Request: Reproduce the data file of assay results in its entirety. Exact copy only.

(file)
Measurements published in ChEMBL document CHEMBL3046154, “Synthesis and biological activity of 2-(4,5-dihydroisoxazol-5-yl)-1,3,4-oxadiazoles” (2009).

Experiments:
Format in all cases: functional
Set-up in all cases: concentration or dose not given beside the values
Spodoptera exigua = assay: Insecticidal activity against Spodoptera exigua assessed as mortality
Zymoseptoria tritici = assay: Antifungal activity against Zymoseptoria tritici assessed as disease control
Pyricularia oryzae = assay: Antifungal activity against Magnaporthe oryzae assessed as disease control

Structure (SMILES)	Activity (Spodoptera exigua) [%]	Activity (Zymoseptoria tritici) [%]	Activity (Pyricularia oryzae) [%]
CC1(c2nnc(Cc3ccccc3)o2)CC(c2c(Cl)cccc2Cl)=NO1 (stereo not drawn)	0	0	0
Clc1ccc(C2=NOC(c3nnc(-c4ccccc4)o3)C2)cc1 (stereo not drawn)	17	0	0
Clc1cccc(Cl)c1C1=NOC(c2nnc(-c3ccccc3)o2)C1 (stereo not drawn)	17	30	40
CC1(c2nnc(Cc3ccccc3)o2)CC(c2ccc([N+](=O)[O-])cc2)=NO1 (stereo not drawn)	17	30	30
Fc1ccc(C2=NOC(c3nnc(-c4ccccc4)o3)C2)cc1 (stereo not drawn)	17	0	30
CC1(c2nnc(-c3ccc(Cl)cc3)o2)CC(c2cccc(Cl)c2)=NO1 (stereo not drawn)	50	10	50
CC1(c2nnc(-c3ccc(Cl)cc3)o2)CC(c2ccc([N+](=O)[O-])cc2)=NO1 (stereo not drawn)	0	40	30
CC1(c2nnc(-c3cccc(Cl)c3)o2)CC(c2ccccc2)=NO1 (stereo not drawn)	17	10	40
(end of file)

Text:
Measurements published in ChEMBL document CHEMBL3046154, “Synthesis and biological activity of 2-(4,5-dihydroisoxazol-5-yl)-1,3,4-oxadiazoles” (2009).

Experiments:
Format in all cases: functional
Set-up in all cases: concentration or dose not given beside the values
Spodoptera exigua = assay: Insecticidal activity against Spodoptera exigua assessed as mortality
Zymoseptoria tritici = assay: Antifungal activity against Zymoseptoria tritici assessed as disease control
Pyricularia oryzae = assay: Antifungal activity against Magnaporthe oryzae assessed as disease control

Structure (SMILES)	Activity (Spodoptera exigua) [%]	Activity (Zymoseptoria tritici) [%]	Activity (Pyricularia oryzae) [%]
CC1(c2nnc(Cc3ccccc3)o2)CC(c2c(Cl)cccc2Cl)=NO1 (stereo not drawn)	0	0	0
Clc1ccc(C2=NOC(c3nnc(-c4ccccc4)o3)C2)cc1 (stereo not drawn)	17	0	0
Clc1cccc(Cl)c1C1=NOC(c2nnc(-c3ccccc3)o2)C1 (stereo not drawn)	17	30	40
CC1(c2nnc(Cc3ccccc3)o2)CC(c2ccc([N+](=O)[O-])cc2)=NO1 (stereo not drawn)	17	30	30
Fc1ccc(C2=NOC(c3nnc(-c4ccccc4)o3)C2)cc1 (stereo not drawn)	17	0	30
CC1(c2nnc(-c3ccc(Cl)cc3)o2)CC(c2cccc(Cl)c2)=NO1 (stereo not drawn)	50	10	50
CC1(c2nnc(-c3ccc(Cl)cc3)o2)CC(c2ccc([N+](=O)[O-])cc2)=NO1 (stereo not drawn)	0	40	30
CC1(c2nnc(-c3cccc(Cl)c3)o2)CC(c2ccccc2)=NO1 (stereo not drawn)	17	10	40